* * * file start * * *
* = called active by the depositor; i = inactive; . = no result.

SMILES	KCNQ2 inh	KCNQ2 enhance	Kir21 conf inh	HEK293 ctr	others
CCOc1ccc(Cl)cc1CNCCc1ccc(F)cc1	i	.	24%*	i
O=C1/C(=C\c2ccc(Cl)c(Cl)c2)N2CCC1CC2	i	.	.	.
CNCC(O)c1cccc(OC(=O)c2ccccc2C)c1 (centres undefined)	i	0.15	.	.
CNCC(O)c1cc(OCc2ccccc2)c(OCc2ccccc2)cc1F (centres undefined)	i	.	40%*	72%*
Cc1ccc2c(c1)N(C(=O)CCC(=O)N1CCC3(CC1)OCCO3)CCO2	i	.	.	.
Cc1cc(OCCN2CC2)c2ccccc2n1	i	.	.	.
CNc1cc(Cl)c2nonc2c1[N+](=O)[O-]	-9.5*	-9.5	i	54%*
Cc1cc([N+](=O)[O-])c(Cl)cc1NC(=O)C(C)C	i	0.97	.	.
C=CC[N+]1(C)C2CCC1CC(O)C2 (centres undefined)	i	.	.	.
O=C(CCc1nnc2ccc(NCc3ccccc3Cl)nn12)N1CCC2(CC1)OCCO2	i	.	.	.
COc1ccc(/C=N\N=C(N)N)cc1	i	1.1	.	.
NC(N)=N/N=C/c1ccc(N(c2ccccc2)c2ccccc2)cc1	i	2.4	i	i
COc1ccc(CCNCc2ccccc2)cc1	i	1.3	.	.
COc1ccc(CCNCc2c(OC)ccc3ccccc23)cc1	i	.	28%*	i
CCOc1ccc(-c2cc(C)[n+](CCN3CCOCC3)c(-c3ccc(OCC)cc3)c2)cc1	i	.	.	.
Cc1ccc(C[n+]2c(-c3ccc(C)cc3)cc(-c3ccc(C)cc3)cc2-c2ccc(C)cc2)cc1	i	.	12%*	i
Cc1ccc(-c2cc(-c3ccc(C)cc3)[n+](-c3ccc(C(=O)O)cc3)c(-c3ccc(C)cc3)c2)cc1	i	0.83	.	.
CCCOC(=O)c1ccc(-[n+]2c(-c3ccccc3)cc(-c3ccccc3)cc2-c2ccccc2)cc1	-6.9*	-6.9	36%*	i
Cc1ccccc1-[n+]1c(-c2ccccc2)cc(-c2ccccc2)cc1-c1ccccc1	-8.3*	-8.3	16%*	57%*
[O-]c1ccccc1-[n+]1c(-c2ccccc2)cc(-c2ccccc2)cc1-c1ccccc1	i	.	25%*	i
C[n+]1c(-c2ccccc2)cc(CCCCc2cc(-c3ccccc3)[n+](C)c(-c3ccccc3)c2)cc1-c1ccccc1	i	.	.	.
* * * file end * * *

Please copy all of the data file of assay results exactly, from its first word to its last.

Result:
* = called active by the depositor; i = inactive; . = no result.

SMILES	KCNQ2 inh	KCNQ2 enhance	Kir21 conf inh	HEK293 ctr	others
CCOc1ccc(Cl)cc1CNCCc1ccc(F)cc1	i	.	24%*	i
O=C1/C(=C\c2ccc(Cl)c(Cl)c2)N2CCC1CC2	i	.	.	.
CNCC(O)c1cccc(OC(=O)c2ccccc2C)c1 (centres undefined)	i	0.15	.	.
CNCC(O)c1cc(OCc2ccccc2)c(OCc2ccccc2)cc1F (centres undefined)	i	.	40%*	72%*
Cc1ccc2c(c1)N(C(=O)CCC(=O)N1CCC3(CC1)OCCO3)CCO2	i	.	.	.
Cc1cc(OCCN2CC2)c2ccccc2n1	i	.	.	.
CNc1cc(Cl)c2nonc2c1[N+](=O)[O-]	-9.5*	-9.5	i	54%*
Cc1cc([N+](=O)[O-])c(Cl)cc1NC(=O)C(C)C	i	0.97	.	.
C=CC[N+]1(C)C2CCC1CC(O)C2 (centres undefined)	i	.	.	.
O=C(CCc1nnc2ccc(NCc3ccccc3Cl)nn12)N1CCC2(CC1)OCCO2	i	.	.	.
COc1ccc(/C=N\N=C(N)N)cc1	i	1.1	.	.
NC(N)=N/N=C/c1ccc(N(c2ccccc2)c2ccccc2)cc1	i	2.4	i	i
COc1ccc(CCNCc2ccccc2)cc1	i	1.3	.	.
COc1ccc(CCNCc2c(OC)ccc3ccccc23)cc1	i	.	28%*	i
CCOc1ccc(-c2cc(C)[n+](CCN3CCOCC3)c(-c3ccc(OCC)cc3)c2)cc1	i	.	.	.
Cc1ccc(C[n+]2c(-c3ccc(C)cc3)cc(-c3ccc(C)cc3)cc2-c2ccc(C)cc2)cc1	i	.	12%*	i
Cc1ccc(-c2cc(-c3ccc(C)cc3)[n+](-c3ccc(C(=O)O)cc3)c(-c3ccc(C)cc3)c2)cc1	i	0.83	.	.
CCCOC(=O)c1ccc(-[n+]2c(-c3ccccc3)cc(-c3ccccc3)cc2-c2ccccc2)cc1	-6.9*	-6.9	36%*	i
Cc1ccccc1-[n+]1c(-c2ccccc2)cc(-c2ccccc2)cc1-c1ccccc1	-8.3*	-8.3	16%*	57%*
[O-]c1ccccc1-[n+]1c(-c2ccccc2)cc(-c2ccccc2)cc1-c1ccccc1	i	.	25%*	i
C[n+]1c(-c2ccccc2)cc(CCCCc2cc(-c3ccccc3)[n+](C)c(-c3ccccc3)c2)cc1-c1ccccc1	i	.	.	.